We are building a real time banking platform and app.

Our prime concern is safety and consistency of our data across multiple db servers. We need transactions and we can't afford to risk power outages and lose our data (I'm talking about MongoDB). Our secondary concern is schema - like functionality for our app tenant users.

We also would like to escape schema updating hell on large databases. Custom schemas for our tenants is optional but very desirable.

We are very heavy AJAX frond end and our backend is full nodejs. We do a lot of JSON data processing.

Should we go with MySQL? Is there any noSQL solution (maybe CouchDB?) for our case?

Thank you for taking your time with this question!

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    The short answer is don't use MySQL or NoSQL in banking apps. MySQL isn't fully ACID (even InnoDB). No major western bank uses either technology for their ledger or trading systems. – gbn May 1 '12 at 5:27
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    Please tell me the name of this bank so I can ensure never to bank with them! ;) – Philᵀᴹ May 1 '12 at 9:02
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    Also, if you want "free" then use PostgreSQL: the choice of many hedge funds. – gbn May 1 '12 at 10:14
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    Also bear in mind you get what you pay for to a large extent. If consistency is critical, an open-source solution may not be the best choice. – JNK May 1 '12 at 13:32
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    I would check with your auditors before using such a thing as a nosql database for banking, they will probably have heart failure. This is a VERY POOR idea. And it's not just ACID, you really need strong internal controls in the database itself. – HLGEM May 1 '12 at 15:16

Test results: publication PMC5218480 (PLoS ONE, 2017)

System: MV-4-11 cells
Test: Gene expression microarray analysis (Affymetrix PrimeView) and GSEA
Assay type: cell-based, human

As far as I know there are no "nosql" databases that promise ACID transactions, so for banking purposes they are a non starter. Referential consistency support is not usually in their key feature sets either.

mySQL claims ACID transactions when using innodb tables, but I believe there are some caveats around that which may be show stoppers (any mix of other table types, including in-memory tables which are sometimes used for intermediate results in complex logic, will break ACID compliance for instance).

If you are looking at these options because they are free, then consider postgres which does offer ACID transactions, even including transactions that make schema changes. Please consider your support SLAs though: if this is a system that needs high availability (and the words "realtime" and "banking" suggest it is) then I recommend having a support contract in case something beyond your understanding or access to fix goes wrong. This will be rather expensive and once you are talking about that sort of money you might as well at least consider commercial database servers too.

One final point not relating to any particular database: make sure you have the right options selected for full ACID behaviour. A lot of systems default to settings that bend the isolation part, because guaranteeing complete isolation often requires serialisation which can significantly impact the performance of concurrent operations. Whatever DBMS you chose make sure that you understand its options for isolation/serialisation (like "SET TRANSACTION ISOLATION LEVEL" and related directives in MSSQL) and how they interact with each other.


There is GT.M: http://www.fisglobal.com/products-technologyplatforms-gtm

The database engine, made open source in 2000,[1] is maintained by Fidelity Information Services. GT.M is used as the backend of their FIS Profile banking application,[2] and it powers ING DIRECT banks in Spain, France, Italy, Holland, Romania and India; Capital One 360 in the United States; Tangerine (Scotiabank) in Canada; Scottish Widows and Barclays Direct in the UK. http://en.wikipedia.org/wiki/GT.M

I don't know about commercial support but in any case you should have a solid grasp of the ACID meaning and deep technical know-how to work with this or any database that you may use for this kind of applications.


While MongoDB's lack of transaction support was certainly true at the time of this question, in an upcoming release in June 2018, MongoDB will support multi-document transactions: https://www.mongodb.com/transactions

  • Would you then use it for a banking solution? – dezso Mar 6 '18 at 8:05

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